The El Pinal cooperative was established in 1980. During the first 30 years of its existence, the organization paid for its coffee to be processed at a commercial mill. This meant higher operating costs and less control over the quality of their coffee. When the CAFE Livelihoods project started in early 2009, we met with El Pinal’s board of directors and asked what its hopes were for the project. President Jorge Rojas answered without hesitation: “Our dream is to stop selling coffee cherries. We want to process our own coffee.” The silent, assured nodding in the room suggested that Jorge spoke for the entire cooperative.
Ruth Hernández, a member of El Pinal, is 56 years old. “I may be the oldest person in this cooperative, and it never occurred to me that I would live to see coffee drying on these patios,” she said. “Thanks to the project, we have seen it.”
But Ruth is far from the oldest member of the cooperative. Don Vicente López is 68, and it wasn’t until he was 67 that he saw processed coffee in his community for the first time. He says no one will ever have to wait that long again. “Some of us were already very old and had never known what it meant to process coffee. Now, even the kids here know it.”
El Pinal has generated plenty of tangible benefits by milling its own coffee. It saves roughly $10 per sack of coffee on milling fees. It has created employment opportunities for young people in the community and begun to turn a new generation on to the business of coffee farming. It has put coffee pulp in the hands of the cooperative for the first time in its history — pulp that is being used to create organic fertilizer for the plot that the cooperative has marked for organic certification. These benefits increase the competitiveness of the cooperative and the quality of life among its members. But there was something else that the members of El Pinal wanted to tell us about: the pride they took in processing their own coffee.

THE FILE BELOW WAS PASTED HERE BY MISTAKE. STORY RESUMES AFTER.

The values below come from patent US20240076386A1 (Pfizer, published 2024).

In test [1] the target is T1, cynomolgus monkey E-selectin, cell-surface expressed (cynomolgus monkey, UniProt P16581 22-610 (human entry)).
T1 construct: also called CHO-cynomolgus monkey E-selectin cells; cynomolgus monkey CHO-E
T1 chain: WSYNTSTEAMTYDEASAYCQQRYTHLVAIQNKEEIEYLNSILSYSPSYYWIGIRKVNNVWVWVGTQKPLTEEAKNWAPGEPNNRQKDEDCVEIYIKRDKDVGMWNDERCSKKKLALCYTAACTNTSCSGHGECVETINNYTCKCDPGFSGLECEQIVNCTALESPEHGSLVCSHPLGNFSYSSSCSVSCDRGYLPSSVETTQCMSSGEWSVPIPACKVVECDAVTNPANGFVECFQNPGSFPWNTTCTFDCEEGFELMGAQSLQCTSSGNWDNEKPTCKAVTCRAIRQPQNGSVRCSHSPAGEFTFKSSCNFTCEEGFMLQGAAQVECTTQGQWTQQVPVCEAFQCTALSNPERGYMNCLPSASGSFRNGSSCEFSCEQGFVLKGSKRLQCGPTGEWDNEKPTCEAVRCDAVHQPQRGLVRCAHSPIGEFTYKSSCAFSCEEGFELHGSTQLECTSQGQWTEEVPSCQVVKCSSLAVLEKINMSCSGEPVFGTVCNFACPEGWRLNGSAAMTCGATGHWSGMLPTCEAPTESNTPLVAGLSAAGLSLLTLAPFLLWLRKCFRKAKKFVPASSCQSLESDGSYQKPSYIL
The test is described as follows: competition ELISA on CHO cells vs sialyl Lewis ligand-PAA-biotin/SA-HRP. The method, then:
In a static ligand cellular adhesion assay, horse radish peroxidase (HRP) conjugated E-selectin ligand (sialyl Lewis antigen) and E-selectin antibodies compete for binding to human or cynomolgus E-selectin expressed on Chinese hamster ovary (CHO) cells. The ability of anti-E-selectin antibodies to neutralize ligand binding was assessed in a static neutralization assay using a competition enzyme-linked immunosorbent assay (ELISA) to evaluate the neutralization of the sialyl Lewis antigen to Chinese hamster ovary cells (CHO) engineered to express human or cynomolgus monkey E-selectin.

In El Salvador more than in other Central American countries, the milling process and other post-harvest activities have been controlled by private industry. For a smallholder organization to assume control of functions historically performed by large private enterprises is no small feat.
“Processing coffee is something the big guys have always done,” says Jorge. “We are small, but now we have made ourselves big.”
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This “CAFE Success Story” is part of a series of posts published following the recent close of our CAFE Livelihoods project in Mexico and Central America. It was generated through a “Most Significant Change” session with cooperative members.